Republicans share Common problem
Published: Wednesday, May 25, 2011
Updated: Wednesday, May 25, 2011 16:05
If I walked up to you and said "My peoples want hits, I hit it from the back. Under the cherry moon, I hold notes and carry tunes," would you invite me to your house?
It appears that this is all you need to do in order to be invited to the White House.
Well, not exactly.
You would need to have won a Grammy or two and have gotten paid a substantial amount for doing it.
Common, formally known as Lonnie Rashid Lynn, Jr., was recently invited to the White House for a celebration of American poetry and prose, and some organizations, such as Fox News, of course, were disgusted.
While Common has indeed written some controversial lyrics and poetry, you would be hard-pressed to find a poet who hasn't. Controversy is spun from passion, and writers are passionate people — this is one of our defining characteristics.
Common has said "Burn a Bush" in protest of our former president and America's war on terror, and has sung sympathetically of Assata Shakur, an activist and member of the Black Panthers in the 1970s.
Shakur was indicted 10 times between 1973 and 1977, leading to seven criminal charges. She went to jail for the killing of a New Jersey police officer, even though medical reports stated that she was physically unable to fire the gun due to the fact that she had been shot.
Documentary evidence shows that she was the target of an FBI investigation, which attempted to link her with "every bank robbery or violent crime involving a black woman on the East Coast."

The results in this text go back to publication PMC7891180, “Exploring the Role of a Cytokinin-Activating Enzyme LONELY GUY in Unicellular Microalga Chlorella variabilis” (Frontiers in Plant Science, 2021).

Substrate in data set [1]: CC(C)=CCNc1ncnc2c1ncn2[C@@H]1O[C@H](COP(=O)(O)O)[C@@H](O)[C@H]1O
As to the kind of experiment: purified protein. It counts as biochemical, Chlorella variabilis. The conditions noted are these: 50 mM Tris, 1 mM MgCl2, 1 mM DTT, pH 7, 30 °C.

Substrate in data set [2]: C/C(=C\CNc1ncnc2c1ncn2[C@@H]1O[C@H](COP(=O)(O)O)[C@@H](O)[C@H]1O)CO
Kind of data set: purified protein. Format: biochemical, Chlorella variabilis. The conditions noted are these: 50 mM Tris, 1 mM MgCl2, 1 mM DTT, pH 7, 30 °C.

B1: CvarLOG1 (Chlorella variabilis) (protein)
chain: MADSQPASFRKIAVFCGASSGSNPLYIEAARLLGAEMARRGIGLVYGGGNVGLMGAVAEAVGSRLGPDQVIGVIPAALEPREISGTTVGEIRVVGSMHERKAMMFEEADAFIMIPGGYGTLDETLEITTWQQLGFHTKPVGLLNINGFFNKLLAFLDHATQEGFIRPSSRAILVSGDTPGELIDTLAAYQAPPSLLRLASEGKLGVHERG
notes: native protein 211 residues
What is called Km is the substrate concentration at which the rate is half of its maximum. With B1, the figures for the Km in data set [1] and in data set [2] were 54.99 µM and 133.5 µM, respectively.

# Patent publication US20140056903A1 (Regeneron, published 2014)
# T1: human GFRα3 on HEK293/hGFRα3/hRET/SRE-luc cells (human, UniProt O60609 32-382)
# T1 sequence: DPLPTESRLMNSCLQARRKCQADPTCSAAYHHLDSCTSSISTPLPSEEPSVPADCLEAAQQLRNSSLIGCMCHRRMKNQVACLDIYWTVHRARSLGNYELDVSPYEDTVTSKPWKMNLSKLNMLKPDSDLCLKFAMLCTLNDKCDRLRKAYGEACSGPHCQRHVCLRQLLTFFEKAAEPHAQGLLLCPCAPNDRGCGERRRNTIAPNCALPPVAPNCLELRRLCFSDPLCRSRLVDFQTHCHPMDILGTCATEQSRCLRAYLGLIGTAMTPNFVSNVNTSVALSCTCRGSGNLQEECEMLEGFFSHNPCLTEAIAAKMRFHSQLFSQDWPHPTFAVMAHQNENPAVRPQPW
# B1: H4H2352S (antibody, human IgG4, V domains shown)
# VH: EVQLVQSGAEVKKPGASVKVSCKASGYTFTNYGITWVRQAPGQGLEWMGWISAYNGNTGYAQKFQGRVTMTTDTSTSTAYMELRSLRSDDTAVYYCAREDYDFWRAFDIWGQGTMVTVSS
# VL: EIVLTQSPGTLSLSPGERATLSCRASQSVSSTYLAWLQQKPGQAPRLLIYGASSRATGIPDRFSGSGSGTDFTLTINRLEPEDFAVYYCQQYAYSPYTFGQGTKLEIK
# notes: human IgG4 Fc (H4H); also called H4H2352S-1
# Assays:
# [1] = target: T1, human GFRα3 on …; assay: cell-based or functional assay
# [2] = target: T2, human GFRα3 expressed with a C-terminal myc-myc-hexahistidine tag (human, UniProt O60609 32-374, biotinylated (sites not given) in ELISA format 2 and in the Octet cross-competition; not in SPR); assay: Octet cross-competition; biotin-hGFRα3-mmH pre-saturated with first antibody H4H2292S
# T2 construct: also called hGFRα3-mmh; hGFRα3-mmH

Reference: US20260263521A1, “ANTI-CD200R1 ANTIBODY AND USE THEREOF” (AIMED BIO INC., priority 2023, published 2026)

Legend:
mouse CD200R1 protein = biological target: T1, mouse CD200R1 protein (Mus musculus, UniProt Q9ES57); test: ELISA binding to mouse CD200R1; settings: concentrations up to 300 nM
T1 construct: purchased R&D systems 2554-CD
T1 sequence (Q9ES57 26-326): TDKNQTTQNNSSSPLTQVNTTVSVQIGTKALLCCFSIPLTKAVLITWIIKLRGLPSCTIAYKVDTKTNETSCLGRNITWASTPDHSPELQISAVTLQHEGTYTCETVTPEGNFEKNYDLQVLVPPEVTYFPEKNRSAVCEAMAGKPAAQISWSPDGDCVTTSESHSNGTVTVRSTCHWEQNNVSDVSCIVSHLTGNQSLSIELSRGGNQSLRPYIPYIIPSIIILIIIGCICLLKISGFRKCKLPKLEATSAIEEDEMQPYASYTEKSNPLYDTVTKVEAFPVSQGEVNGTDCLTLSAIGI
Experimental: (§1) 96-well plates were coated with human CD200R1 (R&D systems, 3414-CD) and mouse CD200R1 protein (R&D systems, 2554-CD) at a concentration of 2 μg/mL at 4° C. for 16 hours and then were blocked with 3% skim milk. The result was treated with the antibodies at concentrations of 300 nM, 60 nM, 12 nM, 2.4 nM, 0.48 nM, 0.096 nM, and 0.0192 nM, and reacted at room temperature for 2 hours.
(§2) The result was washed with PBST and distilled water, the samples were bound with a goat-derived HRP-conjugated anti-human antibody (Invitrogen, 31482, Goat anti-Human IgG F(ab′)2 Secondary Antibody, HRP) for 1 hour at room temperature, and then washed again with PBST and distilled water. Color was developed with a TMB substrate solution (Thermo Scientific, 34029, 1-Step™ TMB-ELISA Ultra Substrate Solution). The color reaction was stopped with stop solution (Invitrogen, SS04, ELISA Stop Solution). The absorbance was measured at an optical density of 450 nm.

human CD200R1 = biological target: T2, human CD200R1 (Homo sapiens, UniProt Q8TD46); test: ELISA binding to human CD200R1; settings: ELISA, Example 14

Common, among others, felt Shakur was targeted because she said she had the right to defend her kin against murderers, like a policeman who killed a black 16-year-old boy when he shot him in the back in New Jersey.
So when New Jersey police officers caught wind of Common's visit to Washington, they were "outraged" because apparently they think that police officers are above reproach.
They disregarded all the undeniable good that Common has done, from HIV/AIDS awareness to his own charity, Common Ground Foundation, which is dedicated to the empowerment and development of urban youth.
Common has even said, "I think making a difference in the lives of others is my life's greatest purpose."
But when our country's most famous Alaska-loving caribou hunter heard of Common being invited to the White House, she gave the world a beautifully eloquent and constructive comment via Twitter: "Oh lovely, White House." I didn't think I could like Sarah Palin any less.
Johnny Cash visited numerous presidents, though he said and did things that make Common look like a common saint. Not only did he go to the White House, but he was presented the National Medal of Arts by President George W. Bush.
The only difference is that Common has black skin. He wasn't arrested 15 times. He's not addicted to drugs, nor has he ever snuck across the Mexican border with a guitar case full of narcotics.
Therefore, upon dissection, it can be boiled down to something which is less than 140 characters, so I can't imagine why no opponents tweeted it. One comment that clarifies it all: "Oh no, not only do we have to have a half-black president, but now he and his black wife are bringing their ghetto, vile culture to our White House!!!"
Please picture some old, white people passed out on chaise lounges here, or some younger, white people passed out on piles of beer bottles; it's one or the other.